Wordsworth's boy at Windermere

The boy at Windermere imitates the owls (Book 5, lines 364 - 388, 1850 edition)

...and, when a lengthened pause
Of silence came and baffled his best skill,
Then sometimes, in that silence while he hung
Listening, a gentle shock of mild surprise
Has carried far into his heart the voice
Of mountain torrents...

Here, 'far into his heart' is an instance of {distance}.

The subjunctive and optative in Thucydides, 'The Peloponnesian War' iii, 22

The subjunctive and optative forms of the verbs are used here to express degrees of {distance}, less and more remote:

' ... the subjunctive form often expresses the more immediate or more certain contingency, and the optative form the more remote or more uncertain contingency' and 'the historians, especially Thucydides, seem often to have thrown themselves so completely into the past events which they recorded that those events became as present to them, and hence a form of the subjunctive group follows a historic tense. Sometimes indeed forms from both groups occur in a clause dependent on the same historical sense ...' (Clyde, 'Greek Syntax, section 40, obs. 2, quoted in the edition of Thucydides Book IV, edited with notes by C E Graves.)

In 'The Peloponnesian War,' iii, 22:

ὅπως ἀσαφῆ τὰ σημεῖα τῆς φρυκτωρίας τοῖς πολεμίοις  καὶ μὴ βοηθοῖεν,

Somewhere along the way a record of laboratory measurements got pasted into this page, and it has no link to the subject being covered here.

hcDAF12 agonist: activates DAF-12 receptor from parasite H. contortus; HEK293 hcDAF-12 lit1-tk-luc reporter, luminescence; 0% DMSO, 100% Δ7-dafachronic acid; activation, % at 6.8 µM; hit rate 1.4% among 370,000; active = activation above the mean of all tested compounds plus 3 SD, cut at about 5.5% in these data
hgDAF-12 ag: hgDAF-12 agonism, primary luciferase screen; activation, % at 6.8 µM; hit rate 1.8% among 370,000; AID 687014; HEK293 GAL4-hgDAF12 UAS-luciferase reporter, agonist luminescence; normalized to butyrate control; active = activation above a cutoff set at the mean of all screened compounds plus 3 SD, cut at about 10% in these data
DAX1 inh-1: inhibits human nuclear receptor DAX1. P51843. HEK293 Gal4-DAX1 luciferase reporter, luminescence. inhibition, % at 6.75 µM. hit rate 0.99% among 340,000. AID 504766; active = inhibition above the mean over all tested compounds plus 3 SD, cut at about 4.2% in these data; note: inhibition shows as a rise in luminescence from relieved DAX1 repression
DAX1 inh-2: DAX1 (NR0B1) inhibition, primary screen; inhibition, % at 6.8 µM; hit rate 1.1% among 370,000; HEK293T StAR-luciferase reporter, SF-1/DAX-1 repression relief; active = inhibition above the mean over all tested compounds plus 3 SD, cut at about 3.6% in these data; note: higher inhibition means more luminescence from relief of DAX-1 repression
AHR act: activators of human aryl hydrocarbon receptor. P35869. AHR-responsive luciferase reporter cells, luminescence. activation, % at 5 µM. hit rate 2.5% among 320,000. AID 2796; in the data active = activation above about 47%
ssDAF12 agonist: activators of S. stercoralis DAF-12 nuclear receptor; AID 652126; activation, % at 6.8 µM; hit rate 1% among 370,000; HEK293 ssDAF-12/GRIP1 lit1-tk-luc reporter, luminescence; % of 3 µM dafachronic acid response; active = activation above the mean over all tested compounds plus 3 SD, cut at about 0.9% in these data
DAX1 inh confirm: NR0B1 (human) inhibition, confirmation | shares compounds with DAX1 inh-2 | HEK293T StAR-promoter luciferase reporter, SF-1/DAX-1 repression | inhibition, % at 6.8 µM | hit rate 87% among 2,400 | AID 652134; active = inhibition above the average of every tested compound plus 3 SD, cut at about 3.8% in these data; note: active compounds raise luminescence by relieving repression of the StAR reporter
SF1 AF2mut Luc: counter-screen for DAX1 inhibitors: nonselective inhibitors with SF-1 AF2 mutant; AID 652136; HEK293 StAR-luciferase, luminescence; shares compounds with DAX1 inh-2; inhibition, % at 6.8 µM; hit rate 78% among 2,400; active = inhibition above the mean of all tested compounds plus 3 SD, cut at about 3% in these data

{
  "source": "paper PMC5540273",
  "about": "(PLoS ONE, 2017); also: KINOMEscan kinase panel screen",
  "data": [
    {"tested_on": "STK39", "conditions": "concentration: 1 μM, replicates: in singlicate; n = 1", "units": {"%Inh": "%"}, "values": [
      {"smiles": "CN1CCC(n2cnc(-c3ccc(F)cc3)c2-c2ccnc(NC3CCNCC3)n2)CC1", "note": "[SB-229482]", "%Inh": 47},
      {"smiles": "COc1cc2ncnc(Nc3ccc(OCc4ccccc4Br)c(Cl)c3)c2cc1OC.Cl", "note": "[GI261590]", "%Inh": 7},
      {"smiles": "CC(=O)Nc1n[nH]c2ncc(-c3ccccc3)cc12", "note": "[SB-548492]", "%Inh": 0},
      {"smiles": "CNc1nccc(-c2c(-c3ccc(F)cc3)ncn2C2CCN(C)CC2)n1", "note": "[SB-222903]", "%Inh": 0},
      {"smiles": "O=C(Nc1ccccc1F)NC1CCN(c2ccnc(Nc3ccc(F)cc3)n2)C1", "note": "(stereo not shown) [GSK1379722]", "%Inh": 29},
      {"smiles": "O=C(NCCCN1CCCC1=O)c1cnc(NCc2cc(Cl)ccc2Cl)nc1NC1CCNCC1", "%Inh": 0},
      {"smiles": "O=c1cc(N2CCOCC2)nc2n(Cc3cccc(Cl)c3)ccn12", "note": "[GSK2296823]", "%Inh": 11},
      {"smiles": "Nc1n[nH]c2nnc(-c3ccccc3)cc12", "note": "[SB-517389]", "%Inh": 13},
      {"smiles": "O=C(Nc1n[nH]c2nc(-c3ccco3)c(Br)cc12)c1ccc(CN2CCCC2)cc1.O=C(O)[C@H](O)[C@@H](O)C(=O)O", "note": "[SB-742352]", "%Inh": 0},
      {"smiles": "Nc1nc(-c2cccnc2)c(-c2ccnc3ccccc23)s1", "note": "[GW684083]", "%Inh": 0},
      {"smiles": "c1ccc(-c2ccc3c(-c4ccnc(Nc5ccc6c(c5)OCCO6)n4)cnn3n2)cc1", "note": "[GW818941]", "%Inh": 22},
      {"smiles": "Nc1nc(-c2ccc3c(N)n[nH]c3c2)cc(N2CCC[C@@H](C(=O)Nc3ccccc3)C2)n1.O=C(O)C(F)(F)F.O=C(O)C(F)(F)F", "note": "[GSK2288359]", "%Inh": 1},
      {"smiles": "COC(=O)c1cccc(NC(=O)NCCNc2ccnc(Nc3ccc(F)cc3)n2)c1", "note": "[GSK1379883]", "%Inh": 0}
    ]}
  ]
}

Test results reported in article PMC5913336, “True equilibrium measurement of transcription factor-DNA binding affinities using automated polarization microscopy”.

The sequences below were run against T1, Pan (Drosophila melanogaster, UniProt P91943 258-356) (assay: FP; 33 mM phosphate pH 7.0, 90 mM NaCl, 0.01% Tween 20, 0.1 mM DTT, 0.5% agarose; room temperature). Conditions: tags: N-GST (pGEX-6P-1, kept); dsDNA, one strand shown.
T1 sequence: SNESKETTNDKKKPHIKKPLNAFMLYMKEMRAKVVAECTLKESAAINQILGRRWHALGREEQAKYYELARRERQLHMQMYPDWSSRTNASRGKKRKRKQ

[ After Thucydides has written that the Plataeans displayed fire signals ] 'so as to make the enemy's signals unclear and to prevent help from coming.' (My translation.) Here, making the enemy's signals unclear was the more immediate objective, preventing help from coming had more remote {distance}.

Nietzsche wrote of Thucydides - a writer I revere - 'One must turn him over line by line ...' ('Twilight of the Idols,' Section 2.)

Web design and {distance}

In the form which I've devised called 'Large Page Design,' page-home is the starting point for Page Travel. The traveller in the page may be brought a long way from page-home and the psychological feeling of remoteness may cause disquiet, as often the experience of being in a country very distant from home. In the case of page travel, the feeling of remoteness can be lessened or eliminated by the provision of simple ways of returning to page-home, rails and dual-purpose text and images.

Mathematical {distance}